Cremated Loved Ones Turned Into Diamonds

My wife is a real gem — now that she's dead. That could be the slogan for LifeGem — a company that turns the ashes of your late loved ones into diamonds.

The remains of a 27-year-old woman from Phoenix have been transformed into six precious stones and are set to be delivered to her family and friends on Friday. LifeGem's first order could be the start of a new age in the funeral industry.

The woman, who died of Hodgkin's disease, had asked that her ashes be distributed to loved ones. To honor that last wish, her family turned to LifeGem, hoping to create something special from this tragedy.

"When I look at her ashes, I know what they are and they make me sad; when I look at her LifeGem, it is a very positive experience," her father says in video footage the company is releasing to document its first sale.

The father worked closely with the company, which was founded two years ago outside Chicago. The diamonds, certified by the European Gemological Laboratories in New York, have been set into rings and have "the same brilliance, fire, and hardness as any high-quality diamond you may find at Tiffany's," according to company literature.

Out With the Urn, in With the New

You might think that LifeGems are the ultimate in tacky jewelry. But the company claims it's working on more than 50 orders and are on pace to ring up more than $1 million in sales — and many of their customers are grieving pet owners.

These sparklers aren't cheap. A .25-carat diamond — the smallest LifeGem sells — has recently been marked down from $3,950 to $2,095. Even at the reduced price, that's more than twice the cost of a natural diamond. But don't get the idea that you're worth more dead than alive. You're still only worth something to the people you love.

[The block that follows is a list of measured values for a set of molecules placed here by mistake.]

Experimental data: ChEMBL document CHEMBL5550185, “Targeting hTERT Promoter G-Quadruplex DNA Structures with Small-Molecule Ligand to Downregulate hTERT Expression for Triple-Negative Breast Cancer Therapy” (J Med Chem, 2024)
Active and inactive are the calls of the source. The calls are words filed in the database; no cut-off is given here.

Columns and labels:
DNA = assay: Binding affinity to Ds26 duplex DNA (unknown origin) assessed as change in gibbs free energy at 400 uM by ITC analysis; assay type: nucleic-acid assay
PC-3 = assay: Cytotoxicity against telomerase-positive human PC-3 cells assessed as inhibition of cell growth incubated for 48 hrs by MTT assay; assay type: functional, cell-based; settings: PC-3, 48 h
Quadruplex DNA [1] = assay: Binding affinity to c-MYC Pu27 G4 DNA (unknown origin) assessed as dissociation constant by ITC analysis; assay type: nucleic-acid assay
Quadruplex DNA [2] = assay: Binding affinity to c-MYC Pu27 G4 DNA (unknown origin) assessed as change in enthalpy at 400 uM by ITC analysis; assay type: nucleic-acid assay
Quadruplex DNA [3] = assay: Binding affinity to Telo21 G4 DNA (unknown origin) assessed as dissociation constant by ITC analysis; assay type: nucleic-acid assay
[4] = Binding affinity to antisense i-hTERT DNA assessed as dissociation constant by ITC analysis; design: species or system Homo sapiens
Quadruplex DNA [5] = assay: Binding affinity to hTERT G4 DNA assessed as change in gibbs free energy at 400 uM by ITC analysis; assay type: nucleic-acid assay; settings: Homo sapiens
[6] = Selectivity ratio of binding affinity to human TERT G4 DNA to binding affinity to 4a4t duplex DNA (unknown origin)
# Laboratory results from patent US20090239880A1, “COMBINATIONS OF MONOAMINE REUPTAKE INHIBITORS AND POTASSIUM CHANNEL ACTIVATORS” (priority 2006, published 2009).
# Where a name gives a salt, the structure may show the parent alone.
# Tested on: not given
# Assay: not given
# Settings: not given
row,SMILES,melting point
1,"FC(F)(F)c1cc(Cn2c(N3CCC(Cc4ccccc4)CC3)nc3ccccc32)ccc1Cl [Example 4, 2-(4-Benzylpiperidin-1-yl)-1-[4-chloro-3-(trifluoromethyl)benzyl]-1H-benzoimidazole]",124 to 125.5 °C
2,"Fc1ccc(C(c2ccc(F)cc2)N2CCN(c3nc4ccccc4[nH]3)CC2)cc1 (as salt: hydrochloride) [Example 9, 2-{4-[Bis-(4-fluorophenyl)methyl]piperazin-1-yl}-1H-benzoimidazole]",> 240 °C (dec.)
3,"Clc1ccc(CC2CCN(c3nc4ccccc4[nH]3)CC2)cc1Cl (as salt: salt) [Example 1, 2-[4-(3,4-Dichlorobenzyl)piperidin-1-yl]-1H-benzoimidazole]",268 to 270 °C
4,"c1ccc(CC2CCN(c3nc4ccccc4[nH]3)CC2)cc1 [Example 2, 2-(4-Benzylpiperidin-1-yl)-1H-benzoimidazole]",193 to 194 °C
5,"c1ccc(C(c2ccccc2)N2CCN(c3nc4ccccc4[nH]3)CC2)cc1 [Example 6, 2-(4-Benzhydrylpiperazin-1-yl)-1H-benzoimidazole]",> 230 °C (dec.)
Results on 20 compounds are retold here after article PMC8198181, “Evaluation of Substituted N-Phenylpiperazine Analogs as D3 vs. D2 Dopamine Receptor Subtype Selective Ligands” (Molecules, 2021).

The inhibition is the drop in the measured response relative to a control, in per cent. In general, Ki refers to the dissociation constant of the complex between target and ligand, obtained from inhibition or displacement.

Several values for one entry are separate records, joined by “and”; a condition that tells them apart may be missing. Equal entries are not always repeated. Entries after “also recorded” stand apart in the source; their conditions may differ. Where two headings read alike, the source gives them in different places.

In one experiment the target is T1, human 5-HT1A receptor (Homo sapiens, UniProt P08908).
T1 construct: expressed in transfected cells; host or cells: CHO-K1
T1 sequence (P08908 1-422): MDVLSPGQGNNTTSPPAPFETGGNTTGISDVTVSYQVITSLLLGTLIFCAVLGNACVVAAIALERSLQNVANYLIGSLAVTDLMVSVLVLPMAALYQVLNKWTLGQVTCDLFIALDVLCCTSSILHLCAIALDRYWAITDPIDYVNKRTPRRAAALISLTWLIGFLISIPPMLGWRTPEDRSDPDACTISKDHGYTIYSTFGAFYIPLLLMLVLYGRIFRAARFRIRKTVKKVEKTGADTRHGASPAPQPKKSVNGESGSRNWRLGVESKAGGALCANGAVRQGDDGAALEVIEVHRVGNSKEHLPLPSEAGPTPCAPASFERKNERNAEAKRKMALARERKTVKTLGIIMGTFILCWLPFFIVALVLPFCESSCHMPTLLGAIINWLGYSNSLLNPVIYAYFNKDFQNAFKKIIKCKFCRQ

Still, LifeGem is refining its process in order to create more spectacular gems, in various shades of red, blue and yellow. The top-of-the-line, three-quarter-carat rocks go for nearly $10,000, and the company is promising "near-flawless diamonds of up to 3 carats in the very near future."

LifeGem puts a new twist in the classic family feud — Who's getting mom's jewelry when she dies? With the company's patent-pending process, a cremated human can yield 100 certified, high-quality diamonds — enough to mollify a Kennedy-sized clan.

Of course, diamonds are already vested with meaning. They're a girl's best friend, the ultimate way to say I love you. Just try getting engaged with a cubic zirconium.

But what does it say if you pass off a LifeGem as an engagement ring? I can already imagine a Hitchcockian thriller, involving a man who murders his wife, has her crushed into a LifeGem and passes her remains off as a token of his esteem — to his next victim. Call it The Man Who Proposed Too Much … or perhaps Dial G for LifeGem.

Despite the jokes, Dean VandenBiesen, one of the founders of LifeGem, is confident that diamonds can take on a new meaning in death. His brother Rusty came up with the idea three years ago, when he decided that he didn't want his final resting spot to be in a cemetery or an urn left on a fireplace mantle.